Ranking each state’s highway system in 11 categories, including highway spending, pavement and bridge conditions, traffic congestion, and fatality rates.
Reason Foundation’s Annual Highway Report ranks the performance of state highway systems in 11 categories, including spending per mile, pavement conditions, deficient bridges, traffic congestion, and fatality rates.
North Dakota was the top-ranked state on performance and cost-effectiveness thanks to excellent scores on urban Interstate pavement condition (3rd overall), rural Interstate pavement condition (4th), urbanized area traffic congestion (4th), and maintenance disbursements per mile (3rd). Kansas, South Dakota, Nebraska and South Carolina were the other states in top five of the overall rankings.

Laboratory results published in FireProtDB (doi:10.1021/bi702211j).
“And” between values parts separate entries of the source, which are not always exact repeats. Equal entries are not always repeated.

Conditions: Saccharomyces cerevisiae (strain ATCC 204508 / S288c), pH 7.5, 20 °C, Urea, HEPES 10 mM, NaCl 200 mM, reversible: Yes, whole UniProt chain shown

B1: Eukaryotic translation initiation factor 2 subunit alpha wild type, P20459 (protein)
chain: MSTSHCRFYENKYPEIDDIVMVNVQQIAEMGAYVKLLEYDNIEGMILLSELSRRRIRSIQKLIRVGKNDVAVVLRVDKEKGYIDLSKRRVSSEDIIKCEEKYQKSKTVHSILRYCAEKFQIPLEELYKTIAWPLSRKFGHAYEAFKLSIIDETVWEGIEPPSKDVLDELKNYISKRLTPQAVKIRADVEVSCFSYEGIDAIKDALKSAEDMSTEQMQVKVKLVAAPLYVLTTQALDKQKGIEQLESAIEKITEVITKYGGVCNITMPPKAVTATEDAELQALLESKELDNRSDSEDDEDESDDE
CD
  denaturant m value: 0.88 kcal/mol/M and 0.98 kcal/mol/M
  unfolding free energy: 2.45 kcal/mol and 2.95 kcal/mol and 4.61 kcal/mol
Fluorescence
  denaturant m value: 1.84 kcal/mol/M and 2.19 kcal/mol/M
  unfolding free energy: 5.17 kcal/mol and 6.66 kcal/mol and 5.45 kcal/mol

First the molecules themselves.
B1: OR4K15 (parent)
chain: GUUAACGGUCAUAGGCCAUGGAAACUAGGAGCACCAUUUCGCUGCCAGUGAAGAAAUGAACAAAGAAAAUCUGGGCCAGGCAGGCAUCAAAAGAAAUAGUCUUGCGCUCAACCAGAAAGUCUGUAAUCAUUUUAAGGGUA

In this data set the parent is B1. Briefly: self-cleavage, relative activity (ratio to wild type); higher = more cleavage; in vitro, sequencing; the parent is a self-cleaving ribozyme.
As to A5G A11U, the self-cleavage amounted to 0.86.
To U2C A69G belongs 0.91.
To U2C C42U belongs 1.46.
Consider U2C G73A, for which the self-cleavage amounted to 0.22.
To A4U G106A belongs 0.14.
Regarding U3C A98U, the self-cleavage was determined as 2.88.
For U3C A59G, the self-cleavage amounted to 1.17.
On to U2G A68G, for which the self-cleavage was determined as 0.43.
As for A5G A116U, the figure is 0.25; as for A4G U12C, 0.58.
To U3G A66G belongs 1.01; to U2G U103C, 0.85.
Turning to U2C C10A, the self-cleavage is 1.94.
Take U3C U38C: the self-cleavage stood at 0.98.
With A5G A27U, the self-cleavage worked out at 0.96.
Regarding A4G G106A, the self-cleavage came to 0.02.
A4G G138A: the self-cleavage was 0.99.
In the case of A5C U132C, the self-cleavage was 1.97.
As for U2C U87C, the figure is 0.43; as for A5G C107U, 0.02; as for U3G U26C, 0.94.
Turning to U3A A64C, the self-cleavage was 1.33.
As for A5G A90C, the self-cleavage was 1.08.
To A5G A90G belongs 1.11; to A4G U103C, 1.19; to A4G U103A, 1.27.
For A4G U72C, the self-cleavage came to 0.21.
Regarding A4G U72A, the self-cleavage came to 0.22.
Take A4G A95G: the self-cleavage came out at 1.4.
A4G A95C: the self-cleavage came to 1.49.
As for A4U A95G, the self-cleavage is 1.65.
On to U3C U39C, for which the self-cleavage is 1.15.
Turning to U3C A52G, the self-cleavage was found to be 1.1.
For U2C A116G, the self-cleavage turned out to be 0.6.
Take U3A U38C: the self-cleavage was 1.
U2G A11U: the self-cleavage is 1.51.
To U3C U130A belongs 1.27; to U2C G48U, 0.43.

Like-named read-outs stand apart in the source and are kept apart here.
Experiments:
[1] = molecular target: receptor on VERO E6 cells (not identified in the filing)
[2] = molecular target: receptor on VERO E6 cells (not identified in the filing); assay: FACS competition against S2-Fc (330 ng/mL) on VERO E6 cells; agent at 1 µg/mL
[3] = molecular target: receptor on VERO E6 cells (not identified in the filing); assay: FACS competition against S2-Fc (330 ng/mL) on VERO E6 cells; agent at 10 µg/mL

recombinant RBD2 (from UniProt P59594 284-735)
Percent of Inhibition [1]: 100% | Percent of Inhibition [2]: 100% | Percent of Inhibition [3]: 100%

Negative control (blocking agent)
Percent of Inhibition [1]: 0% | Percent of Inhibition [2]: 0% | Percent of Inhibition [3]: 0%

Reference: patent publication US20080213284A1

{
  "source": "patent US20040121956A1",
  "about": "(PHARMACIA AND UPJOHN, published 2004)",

New Jersey ranked last, 50th, in overall performance and cost-effectiveness due to having the worst urban traffic congestion and spending the most per mile — $2 million per mile of state-controlled highway, more than double what Florida, the next highest state, spent per mile. Rhode Island, Alaska, Hawaii and Connecticut were also in the bottom five of the overall rankings.
This edition of the study is based on spending and performance data that state highway agencies submitted to the federal government for the year 2015, the most recent year with complete data available.
Originally posted on reason.org. Click here for the full article.